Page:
Jin-Roh: The Wolf Brigade (1999)

aka Jin-Rô

2018 #212
Hiroyuki Okiura | 102 mins | DVD | 1.85:1 | Japan / Japanese | 15 / R

Jin-Roh: The Wolf Brigade

Jin-Roh has enough cool costumes and bursts of ultra-violence to cut together a trailer that looks like a kinda-typical anime action-fest, but that’s really hiding a thoughtful, complicated (oh so complicated) drama about an unlikely romance and military conspiracies.

If that sounds like a bizarre mix… well, it is. Jin-Roh is a film that likes to pull tricks on its audience (maybe those action-packed trailers were deliberate rather than marketers just doing their best to sell the thing!), and one of the tricks it plays is to constantly wrongfoot you about what kind of movie it’s meant to be. First it’s a kind of action thriller about terrorists vs. police; then it’s a subtle romance between two damaged individuals; then it’s a conspiracy thriller, and also an espionage drama; and finally it’s some kind of allegorical tragedy. As it moves through those various phases, the characters — and, by extension, us — are subjected to crosses, double crosses, and triple crosses. Good luck keeping up…

Set in an alternate history where Germany occupied Japan after World War 2 (I’m not sure that’s made clear enough in the film, but hey-ho — maybe it’s obvious to Japanese viewers), the film picks things up a couple of decades later, with Japan free from occupation but having to fight antagonistic forces from within. With many guerrilla cells having combined to form terrorist group The Sect, the security services consequently created Kerberos, a controversial police paramilitary unit, to combat them. When Kerberos corporal Kazuki Fuse fails to shoot a bomb-carrying girl and she blows herself up, he’s punished by being sent back to basic training. At the same, he meets the girl’s sister and begins to form a bond with her. Meanwhile, his failure has thrown the future of Kerberos into doubt, setting political machinations whirring every which way.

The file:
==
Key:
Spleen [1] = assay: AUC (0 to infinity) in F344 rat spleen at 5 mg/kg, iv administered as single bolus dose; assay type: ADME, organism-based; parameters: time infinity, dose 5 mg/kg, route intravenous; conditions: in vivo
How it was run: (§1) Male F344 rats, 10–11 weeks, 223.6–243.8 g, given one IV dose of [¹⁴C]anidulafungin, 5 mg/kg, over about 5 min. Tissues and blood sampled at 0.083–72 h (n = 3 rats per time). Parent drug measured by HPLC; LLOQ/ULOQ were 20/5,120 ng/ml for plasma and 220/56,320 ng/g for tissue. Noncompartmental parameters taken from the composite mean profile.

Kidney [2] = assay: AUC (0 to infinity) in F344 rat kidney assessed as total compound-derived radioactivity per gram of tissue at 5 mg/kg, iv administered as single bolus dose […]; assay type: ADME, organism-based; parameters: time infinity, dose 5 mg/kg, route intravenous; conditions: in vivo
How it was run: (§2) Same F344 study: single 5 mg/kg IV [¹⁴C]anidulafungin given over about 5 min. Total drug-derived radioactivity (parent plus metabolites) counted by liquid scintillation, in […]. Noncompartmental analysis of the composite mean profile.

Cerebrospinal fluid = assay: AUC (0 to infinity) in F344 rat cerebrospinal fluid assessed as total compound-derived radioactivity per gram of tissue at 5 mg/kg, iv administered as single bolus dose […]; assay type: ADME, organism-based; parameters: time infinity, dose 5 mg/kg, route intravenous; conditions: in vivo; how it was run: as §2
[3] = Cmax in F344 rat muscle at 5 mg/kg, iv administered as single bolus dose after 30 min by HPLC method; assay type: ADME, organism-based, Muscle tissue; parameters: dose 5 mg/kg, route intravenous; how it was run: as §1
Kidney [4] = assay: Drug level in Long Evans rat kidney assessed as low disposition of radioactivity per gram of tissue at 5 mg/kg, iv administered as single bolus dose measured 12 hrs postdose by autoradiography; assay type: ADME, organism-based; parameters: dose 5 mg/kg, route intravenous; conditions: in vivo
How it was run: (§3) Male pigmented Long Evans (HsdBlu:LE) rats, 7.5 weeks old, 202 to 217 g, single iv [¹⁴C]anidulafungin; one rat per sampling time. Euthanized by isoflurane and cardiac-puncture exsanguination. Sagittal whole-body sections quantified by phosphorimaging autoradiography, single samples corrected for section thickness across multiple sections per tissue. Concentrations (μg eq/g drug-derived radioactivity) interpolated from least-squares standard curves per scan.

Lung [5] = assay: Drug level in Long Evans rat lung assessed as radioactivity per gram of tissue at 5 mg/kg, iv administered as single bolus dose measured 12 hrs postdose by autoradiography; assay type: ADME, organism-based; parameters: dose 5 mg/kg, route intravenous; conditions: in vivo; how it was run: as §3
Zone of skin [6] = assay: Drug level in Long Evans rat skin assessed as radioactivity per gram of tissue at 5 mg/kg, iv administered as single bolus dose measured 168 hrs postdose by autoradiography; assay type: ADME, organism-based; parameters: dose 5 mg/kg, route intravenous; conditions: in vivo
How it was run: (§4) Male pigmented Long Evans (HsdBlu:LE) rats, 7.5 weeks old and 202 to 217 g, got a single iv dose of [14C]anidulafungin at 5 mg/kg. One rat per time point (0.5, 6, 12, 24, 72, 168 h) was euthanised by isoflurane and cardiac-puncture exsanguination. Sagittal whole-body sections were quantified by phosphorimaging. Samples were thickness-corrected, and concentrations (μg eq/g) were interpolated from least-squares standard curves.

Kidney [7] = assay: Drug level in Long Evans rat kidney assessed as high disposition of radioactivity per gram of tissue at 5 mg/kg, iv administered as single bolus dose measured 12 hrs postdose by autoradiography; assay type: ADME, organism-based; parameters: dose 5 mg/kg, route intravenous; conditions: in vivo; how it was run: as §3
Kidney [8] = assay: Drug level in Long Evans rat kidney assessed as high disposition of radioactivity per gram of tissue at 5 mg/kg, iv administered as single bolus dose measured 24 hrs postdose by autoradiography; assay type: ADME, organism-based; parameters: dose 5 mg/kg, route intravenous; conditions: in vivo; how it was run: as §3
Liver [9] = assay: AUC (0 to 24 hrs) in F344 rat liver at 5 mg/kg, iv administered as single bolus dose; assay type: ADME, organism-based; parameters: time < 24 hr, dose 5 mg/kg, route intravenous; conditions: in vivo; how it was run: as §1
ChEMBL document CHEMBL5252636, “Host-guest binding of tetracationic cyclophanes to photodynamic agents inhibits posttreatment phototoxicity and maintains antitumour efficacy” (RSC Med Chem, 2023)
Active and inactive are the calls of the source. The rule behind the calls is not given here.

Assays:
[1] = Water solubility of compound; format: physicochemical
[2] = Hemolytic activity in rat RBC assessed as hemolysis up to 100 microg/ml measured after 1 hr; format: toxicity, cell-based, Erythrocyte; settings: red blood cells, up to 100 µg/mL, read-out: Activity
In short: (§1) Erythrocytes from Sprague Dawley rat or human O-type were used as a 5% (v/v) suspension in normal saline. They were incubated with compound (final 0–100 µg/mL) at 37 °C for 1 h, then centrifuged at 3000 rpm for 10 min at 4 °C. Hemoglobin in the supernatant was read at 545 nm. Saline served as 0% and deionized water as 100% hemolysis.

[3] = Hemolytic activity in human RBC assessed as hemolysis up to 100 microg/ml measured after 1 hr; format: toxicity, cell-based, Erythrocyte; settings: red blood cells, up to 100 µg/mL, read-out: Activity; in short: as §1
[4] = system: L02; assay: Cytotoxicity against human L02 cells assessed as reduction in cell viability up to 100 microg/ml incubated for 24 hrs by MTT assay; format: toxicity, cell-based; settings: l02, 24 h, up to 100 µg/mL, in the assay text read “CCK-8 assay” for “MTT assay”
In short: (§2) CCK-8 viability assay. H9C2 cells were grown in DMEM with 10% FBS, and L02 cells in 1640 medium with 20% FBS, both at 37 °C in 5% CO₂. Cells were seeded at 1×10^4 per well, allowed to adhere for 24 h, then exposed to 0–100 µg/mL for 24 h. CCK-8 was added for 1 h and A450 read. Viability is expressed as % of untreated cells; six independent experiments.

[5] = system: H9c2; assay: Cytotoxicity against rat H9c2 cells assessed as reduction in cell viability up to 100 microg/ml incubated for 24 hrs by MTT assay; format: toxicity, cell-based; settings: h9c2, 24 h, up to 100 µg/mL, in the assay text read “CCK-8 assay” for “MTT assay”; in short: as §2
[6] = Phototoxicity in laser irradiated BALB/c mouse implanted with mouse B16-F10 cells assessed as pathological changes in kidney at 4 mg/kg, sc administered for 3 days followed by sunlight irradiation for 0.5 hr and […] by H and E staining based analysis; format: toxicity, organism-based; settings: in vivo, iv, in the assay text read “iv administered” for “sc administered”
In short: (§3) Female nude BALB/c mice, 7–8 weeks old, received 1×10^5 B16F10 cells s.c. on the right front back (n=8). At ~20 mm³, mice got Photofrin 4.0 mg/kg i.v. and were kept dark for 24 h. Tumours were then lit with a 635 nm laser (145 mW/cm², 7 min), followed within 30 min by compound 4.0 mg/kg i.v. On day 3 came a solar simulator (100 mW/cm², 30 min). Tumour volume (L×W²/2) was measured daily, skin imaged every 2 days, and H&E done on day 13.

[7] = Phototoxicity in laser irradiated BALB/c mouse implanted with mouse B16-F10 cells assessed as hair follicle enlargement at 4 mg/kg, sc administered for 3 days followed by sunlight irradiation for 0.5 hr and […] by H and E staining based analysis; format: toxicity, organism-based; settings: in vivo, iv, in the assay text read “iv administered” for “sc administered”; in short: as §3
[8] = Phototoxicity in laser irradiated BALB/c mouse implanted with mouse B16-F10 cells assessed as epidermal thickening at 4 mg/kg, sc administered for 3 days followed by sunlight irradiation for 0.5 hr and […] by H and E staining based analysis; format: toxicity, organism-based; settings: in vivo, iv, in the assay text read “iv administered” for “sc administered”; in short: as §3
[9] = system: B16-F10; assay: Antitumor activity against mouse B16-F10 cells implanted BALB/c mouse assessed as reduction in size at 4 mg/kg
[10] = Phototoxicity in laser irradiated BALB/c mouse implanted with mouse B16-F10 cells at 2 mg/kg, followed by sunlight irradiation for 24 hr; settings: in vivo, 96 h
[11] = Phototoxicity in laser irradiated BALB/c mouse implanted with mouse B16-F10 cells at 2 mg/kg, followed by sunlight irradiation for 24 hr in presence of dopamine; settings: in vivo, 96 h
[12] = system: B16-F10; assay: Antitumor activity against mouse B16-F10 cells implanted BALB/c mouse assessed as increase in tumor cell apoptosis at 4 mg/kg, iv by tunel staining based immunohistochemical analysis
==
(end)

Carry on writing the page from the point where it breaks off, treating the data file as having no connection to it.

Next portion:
Little Red Riding Hood... and the Big Bad Wolf?

I’ll admit, I got pretty lost with all the various factions, who was plotting what and when and why, and which side everyone was supposed to be on. Perhaps I was lulled into not paying enough attention because, as I noted above, the film appears to be a tender, understated examination of the relationship between two scarred individuals struggling to cope with the same recent tragedy from different sides, before it abruptly takes a hard turn into an intricate conspiracy thriller. Reading a plot description afterwards, I managed to get my head around it, though it didn’t resolve one quandary I felt at the end of the film itself: that it’s hard to know who we’re meant to be rooting for. Did the good guys win? Did the bad guys win? Were there actually any good guys — was anyone right? Personally, I’m fine with a film where there are no heroes, where everyone’s a bad guy and one of those bad guys wins; my problem is that I was left feeling unclear about whether that was the case or not.

Mixed feelings, then. It’s a well-made film (even watching on a crummy window-boxed DVD), but all those whiplash-inducing turns and confusion-producing twists left me somewhat reeling and bewildered.

3 out of 5

The Korean live-action remake, Illang: The Wolf Brigade, is available on Netflix from today.

(As is Daredevil season 3, Making a Murderer season 2, a brand-new Derren Brown special, and over half-a-dozen other series and films I’ve not heard of — why dump so much on one day, Netflix?!)

2 thoughts on “Jin-Roh: The Wolf Brigade (1999)

  1. I love Jin-Roh, I think its one of my very favourite anime. I have a R1 DVD Special Edition of it from many years back, a fairly elaborate multi-disc digipak that slips inside a plastic sleeve/case. I don’t know why, but it immediately struck a chord in me, and I adore its music. Actually I think that soundtrack is why it cast such a spell on me. So sad and melancholy. I haven’t seen the film in few years now, and I dread to think how bad that DVD looks after getting used to Blu-ray etc.

    One of the things I love about good anime is how adult they can be compared to what Western studios/audiences perceive to be animated movies (Disney, I’m looking at you) and often imagine they would work just as well as live action, so I’ll be fascinated to see how this live-action version looks. But how does it sound? Did they approach the score the same way or is it wholly different I wonder? I’m rather afraid to find out…

    Liked by 1 person

    • The new version doesn’t seem to have gone down very well, so I wonder if they’ve just “action movie’d” it. I’ve not read any reviews though, so it’s just lurking on my watchlist.

      Like

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